Purchasing a home is a great investment. The closing, or settlement as it’s called in some states, is one of the most important parts of the process. This is when you legally commit to your mortgage loan. Here’s a rundown of items to help you know what to expect and how to prepare.
The kind of mortgage you choose has a big impact on how much you end up paying, including how much you’ll have to pay upfront, your monthly payment amount and the total cost of your loan over time. It also affects the level of risk you take on. Knowing what kind of loan is most appropriate for your situation prepares you for talking to lenders and getting the best deal. Most first-time buyers need to finance their home purchase, and a consultation with a mortgage lender is a crucial step in the process. Find out how much you can afford before you begin your home search.
Real estate agents and many online and print sources provide information on homes for sale. Educating yourself about the area in where you wish to buy can help you narrow your priorities and make an informed decision about which home to choose.
A proposal to buy a property includes both the price and terms. In a typical situation, you will complete an offer sheet that the real estate agent will present to the owner and the owner’s representative. The owner, in turn, may accept the offer, reject it or make a counter-offer.
Having the seller accept your offer is a great feeling. After your offer is accepted, you will sign the purchase agreement, which is an agreement containing all the details of the purchase. While not required, you may want an attorney to review.
The cost of financing your home purchase is usually greater than the price of the home itself (after interest, closing costs and taxes are added). After comparing loan options and selecting the best option for you, the next step is to tell the loan officer you want to proceed with that mortgage application. This is called expressing your intent to proceed. Lenders have to wait until you express your intent to proceed before they require you to pay an application fee, appraisal fee, or most other fees.
Most lenders require you to pay a year of premiums up front for homeowner’s or property insurance. If your loan includes an escrow/impound account, the account will be set up for you to make monthly payments toward your future taxes and insurance on the property. Don’t forget to make the smart choice and purchase an owner’s title insurance policy and protect your financial investment. For a one-time fee, an owner’s title insurance policy provides coverage for as long as you own your home.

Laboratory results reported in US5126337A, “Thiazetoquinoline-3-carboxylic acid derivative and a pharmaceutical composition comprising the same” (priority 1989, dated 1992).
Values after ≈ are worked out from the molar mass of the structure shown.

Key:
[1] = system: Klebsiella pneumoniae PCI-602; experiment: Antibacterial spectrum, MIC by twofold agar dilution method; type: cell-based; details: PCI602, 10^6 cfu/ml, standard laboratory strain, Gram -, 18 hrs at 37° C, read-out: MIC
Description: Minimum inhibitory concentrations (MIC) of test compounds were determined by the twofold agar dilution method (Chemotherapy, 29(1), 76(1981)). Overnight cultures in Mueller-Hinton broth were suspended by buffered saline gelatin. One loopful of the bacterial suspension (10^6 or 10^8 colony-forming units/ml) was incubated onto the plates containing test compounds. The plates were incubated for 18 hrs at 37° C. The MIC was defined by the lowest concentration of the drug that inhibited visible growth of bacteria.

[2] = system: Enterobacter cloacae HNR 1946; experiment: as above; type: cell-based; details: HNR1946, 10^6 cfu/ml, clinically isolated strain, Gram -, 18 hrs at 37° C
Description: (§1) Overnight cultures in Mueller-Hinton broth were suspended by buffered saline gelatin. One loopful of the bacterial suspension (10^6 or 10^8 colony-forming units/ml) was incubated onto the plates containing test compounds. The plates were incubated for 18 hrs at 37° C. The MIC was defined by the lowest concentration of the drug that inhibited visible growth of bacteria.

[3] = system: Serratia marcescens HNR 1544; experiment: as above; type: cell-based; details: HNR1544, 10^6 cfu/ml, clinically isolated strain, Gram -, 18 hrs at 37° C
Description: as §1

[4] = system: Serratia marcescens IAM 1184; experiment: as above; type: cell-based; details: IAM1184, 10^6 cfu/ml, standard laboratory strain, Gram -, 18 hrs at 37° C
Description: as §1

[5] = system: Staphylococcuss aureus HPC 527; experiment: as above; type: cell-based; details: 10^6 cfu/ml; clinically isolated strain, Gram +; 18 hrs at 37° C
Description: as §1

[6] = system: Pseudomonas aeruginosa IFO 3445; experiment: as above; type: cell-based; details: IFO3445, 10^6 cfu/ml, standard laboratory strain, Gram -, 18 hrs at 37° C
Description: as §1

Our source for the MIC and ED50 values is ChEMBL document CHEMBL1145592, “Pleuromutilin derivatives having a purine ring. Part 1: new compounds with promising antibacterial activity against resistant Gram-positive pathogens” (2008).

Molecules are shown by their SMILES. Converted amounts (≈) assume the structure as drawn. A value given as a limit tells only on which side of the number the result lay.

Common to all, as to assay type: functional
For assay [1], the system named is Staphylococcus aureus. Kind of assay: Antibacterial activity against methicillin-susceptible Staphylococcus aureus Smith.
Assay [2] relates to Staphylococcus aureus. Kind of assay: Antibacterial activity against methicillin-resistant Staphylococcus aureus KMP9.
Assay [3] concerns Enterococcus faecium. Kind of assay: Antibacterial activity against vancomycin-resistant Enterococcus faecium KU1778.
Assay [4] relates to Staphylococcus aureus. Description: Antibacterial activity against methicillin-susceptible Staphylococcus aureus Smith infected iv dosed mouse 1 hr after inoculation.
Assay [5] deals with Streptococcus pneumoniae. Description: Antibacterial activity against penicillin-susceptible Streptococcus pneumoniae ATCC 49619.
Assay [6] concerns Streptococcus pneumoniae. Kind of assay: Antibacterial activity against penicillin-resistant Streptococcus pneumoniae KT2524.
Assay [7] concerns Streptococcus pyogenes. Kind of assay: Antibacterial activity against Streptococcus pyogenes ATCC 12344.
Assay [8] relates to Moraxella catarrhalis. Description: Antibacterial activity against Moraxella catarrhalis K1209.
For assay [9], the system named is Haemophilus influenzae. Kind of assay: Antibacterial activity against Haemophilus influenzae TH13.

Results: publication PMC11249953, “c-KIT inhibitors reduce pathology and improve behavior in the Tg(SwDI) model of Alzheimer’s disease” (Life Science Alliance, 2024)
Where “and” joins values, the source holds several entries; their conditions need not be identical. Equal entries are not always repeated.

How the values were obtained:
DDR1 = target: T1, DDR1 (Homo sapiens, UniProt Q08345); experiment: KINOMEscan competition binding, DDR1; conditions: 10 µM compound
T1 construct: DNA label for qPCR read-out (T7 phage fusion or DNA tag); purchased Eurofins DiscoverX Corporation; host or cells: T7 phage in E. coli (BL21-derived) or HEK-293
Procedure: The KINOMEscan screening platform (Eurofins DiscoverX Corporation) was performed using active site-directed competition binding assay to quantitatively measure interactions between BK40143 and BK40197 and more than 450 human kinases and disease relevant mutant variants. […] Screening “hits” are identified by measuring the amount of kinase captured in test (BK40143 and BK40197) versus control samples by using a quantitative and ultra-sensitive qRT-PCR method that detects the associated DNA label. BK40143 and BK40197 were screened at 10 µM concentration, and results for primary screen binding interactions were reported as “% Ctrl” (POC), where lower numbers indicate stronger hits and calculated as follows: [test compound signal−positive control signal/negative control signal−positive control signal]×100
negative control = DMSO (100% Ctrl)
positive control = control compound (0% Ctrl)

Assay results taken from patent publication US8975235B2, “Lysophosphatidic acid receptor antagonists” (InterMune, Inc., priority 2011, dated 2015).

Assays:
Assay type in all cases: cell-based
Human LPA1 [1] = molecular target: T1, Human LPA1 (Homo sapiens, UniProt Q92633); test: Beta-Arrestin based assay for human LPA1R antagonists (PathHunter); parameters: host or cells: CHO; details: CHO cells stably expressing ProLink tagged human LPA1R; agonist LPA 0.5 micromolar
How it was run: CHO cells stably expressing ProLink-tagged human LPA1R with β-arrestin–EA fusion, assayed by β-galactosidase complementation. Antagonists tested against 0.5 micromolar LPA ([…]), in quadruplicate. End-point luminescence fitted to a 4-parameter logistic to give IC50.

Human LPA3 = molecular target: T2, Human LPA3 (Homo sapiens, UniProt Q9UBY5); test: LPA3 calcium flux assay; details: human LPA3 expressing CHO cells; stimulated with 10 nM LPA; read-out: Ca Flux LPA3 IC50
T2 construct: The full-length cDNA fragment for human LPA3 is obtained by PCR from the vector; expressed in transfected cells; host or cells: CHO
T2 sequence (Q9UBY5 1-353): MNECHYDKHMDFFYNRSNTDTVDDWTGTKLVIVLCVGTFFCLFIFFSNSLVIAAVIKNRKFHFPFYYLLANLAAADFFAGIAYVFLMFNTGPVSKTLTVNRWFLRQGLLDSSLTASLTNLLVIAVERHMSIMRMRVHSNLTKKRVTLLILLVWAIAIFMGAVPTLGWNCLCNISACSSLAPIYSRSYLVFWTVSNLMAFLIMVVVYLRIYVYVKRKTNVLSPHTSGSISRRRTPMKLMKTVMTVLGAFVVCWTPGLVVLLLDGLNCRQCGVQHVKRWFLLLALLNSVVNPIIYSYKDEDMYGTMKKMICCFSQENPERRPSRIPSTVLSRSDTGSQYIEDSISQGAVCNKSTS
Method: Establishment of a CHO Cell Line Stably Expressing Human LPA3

Once you’ve decided to move forward with the purchase of your home and have funding in place, you are ready to shop for the closing agent who gathers all the legal documents, closes the loan and handles the money involved in your purchase. In most of the country, a title or settlement agent handles your closing. In other states, particularly states in the West, the person is called an escrow agent. In other states, particularly in the Northeast and South, an attorney may be required. During the closing, or settlement as it may be called in your area, you will sign many documents. Some key documents that you will sign include: Closing Disclosure: This form contains the terms and costs of your transaction. By law, your lender must provide the Closing Disclosure to you three days before your closing. Promissory note: This document is your promise to repay the loan (mortgage) to your lender. The note provides details regarding your loan, including the amount you owe, the interest rate of the mortgage loan, the dates when the payments are to be made, the length of time for repayment and the where the payments are to be sent. The note also explains the consequences of failing to make your monthly mortgage payments. Deed of trust: This document, which may also be called a Security Instrument or Mortgage, transfers legal ownership of the property with the condition that the lender may foreclose on your home if you fail to repay your mortgage. This document restates the basic information included in the Promissory Note, as well as explains your responsibilities and rights as a borrower.